OGDENSBURG — A residential check on a parolee Tuesday by city and state police led to the discovery of a methamphetamine lab and the arrest of two city men.
Police charged Rusty T. Simmons, 27, of 829 Pickering St., a state parolee, with felony third-degree unlawful manufacture of methamphetamine, and seventh-degree criminal possession of a controlled substance, a misdemeanor.
Police also charged John E. Pratt, 50, of 1423 Ford St., with two counts of fourth-degree criminal possession of a weapon.
Police said a search of Mr. Simmons’s home with state parole officers Tuesday morning led to the discovery of several components and ingredients used in the “one-pot” methamphetamine lab manufacturing process. Mr. Simmons also was alleged to have been in possession of 31 packages of Suboxone.
NORFOLK — State police on Monday charged Joshua J. Gurrola, 21, of 795 County Route 39, Massena, with misdemeanor endangering the welfare of a child. He also was cited with second-degree harassment.
Troopers charge that at 8:12 p.m., while traveling on Route 56 in a 2003 Chevrolet Malibu, Mr. Gurrola punched the driver, a 25-year-old Louisville woman, in the throat, causing her to swerve into the opposing lane of traffic.
She recovered from the swerve and then pulled to the shoulder of the road. Mr. Gurrola got out of the vehicle and left on foot. A 5-month-old child was in the vehicle, according to police.
Mr. Gurrola was arraigned in Norfolk Town Court and was sent to St. Lawrence County jail, Canton, on $1,500 cash bail or $3,000 bond.
WASHINGTON –– As Congress wrestles over renewing the bulk collection of Americans’ phone records, federal law enforcement officials are warning that legal authority is also at risk for lesser-known surveillance tools that are even more valuable in fighting terrorism.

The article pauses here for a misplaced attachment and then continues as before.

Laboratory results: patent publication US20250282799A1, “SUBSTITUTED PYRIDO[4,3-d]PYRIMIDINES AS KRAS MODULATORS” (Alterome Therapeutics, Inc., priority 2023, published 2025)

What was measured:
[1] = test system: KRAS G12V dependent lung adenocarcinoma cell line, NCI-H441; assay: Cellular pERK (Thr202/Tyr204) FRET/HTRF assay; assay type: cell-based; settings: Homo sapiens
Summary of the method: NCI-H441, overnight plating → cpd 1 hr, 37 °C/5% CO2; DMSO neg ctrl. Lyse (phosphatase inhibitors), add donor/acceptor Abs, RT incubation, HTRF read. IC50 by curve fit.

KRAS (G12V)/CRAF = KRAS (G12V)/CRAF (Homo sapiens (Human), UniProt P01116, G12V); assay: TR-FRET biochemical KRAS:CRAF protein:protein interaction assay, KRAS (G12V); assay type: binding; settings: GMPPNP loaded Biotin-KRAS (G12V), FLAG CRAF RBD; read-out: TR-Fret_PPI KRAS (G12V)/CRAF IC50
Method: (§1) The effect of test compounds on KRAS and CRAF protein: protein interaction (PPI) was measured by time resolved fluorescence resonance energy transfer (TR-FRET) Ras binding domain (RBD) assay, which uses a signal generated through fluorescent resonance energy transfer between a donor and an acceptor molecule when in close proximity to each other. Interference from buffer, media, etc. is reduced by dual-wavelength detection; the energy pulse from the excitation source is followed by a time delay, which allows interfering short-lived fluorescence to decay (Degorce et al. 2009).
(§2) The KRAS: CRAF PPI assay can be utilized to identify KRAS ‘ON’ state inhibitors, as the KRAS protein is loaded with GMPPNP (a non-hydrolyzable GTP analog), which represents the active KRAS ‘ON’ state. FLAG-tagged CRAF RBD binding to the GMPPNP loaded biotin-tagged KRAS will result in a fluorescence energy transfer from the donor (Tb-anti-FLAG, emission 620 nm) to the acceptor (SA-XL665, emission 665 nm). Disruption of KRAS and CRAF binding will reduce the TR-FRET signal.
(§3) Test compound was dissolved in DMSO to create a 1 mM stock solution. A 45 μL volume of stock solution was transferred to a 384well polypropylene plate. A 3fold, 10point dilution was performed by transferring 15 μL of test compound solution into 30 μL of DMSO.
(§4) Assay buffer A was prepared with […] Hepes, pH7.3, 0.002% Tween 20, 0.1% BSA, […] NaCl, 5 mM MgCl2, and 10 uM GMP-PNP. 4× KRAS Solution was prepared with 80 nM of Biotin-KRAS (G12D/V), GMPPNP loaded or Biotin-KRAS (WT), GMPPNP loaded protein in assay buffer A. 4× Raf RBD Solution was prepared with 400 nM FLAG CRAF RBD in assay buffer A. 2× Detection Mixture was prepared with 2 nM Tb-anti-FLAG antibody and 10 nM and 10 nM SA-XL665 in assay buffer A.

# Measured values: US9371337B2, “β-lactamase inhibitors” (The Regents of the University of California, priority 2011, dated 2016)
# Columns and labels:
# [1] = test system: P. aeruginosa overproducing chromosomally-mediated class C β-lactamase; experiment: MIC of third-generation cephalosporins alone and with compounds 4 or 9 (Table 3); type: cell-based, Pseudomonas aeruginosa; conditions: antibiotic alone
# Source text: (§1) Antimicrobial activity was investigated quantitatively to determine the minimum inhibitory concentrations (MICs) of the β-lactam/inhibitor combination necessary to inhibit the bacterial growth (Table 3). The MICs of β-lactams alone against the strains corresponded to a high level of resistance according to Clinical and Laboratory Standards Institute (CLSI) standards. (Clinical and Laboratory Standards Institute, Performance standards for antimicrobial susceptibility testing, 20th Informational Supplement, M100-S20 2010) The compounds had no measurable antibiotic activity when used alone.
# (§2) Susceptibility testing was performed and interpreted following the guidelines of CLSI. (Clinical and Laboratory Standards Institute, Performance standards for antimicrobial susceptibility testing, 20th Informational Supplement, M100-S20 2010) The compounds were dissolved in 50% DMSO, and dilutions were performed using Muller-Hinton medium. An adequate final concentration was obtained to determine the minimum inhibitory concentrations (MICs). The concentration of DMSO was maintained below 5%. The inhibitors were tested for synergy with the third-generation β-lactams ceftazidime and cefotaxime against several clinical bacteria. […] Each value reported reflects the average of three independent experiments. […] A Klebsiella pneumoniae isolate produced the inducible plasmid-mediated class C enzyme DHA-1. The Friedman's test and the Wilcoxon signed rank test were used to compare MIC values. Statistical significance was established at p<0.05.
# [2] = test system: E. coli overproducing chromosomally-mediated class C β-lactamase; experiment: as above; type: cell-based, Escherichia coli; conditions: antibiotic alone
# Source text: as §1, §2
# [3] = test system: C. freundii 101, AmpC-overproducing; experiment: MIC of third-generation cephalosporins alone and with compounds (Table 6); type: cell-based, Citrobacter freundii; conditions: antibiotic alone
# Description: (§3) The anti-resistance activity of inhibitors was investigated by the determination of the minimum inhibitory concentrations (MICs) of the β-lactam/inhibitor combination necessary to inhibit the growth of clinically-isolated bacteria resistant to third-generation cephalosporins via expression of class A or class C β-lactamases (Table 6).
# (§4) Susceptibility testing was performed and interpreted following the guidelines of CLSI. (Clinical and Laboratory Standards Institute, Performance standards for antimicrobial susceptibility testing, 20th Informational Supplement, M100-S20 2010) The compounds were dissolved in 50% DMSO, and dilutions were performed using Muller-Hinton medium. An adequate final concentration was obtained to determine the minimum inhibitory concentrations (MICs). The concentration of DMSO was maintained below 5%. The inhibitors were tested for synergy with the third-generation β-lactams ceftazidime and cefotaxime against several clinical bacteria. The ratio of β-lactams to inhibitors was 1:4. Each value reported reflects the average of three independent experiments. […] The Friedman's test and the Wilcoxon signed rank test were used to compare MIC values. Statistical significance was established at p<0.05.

The Patriot Act authorities give the FBI flexibility to intercept the calls of terror suspects who continuously switch phones during the course of an investigation and to conduct surveillance on “lone wolf” individuals who pose threats but aren’t affiliated with an international terrorism organization.
WASHINGTON –– IRS investigators believe the identity thieves who stole the personal tax information of more than 100,000 taxpayers from an IRS website are part of a sophisticated criminal operation based in Russia, two officials told the Associated Press.
The information was stolen as part of an elaborate scheme to claim fraudulent tax refunds, IRS Commissioner John Koskinen told reporters. Koskinen declined to say where the crime originated.
But two officials briefed on the matter said Wednesday the IRS believes the criminals were in Russia, based on computer data about who accessed the information. The officials spoke on condition of anonymity because they were not authorized to publicly discuss the ongoing criminal investigation.
ALBANY –– New York’s chief judge called Wednesday for state judges to be allowed to set fixed prison terms rather than handing convicts a range of time they might serve.
Judge Jonathan Lippman said that’s the recommendation of the commission he established five years ago to evaluate New York’s sentencing laws and find ways to make them fairer and simpler and improve public safety. The commission will advocate legislation to amend sentencing laws, he said.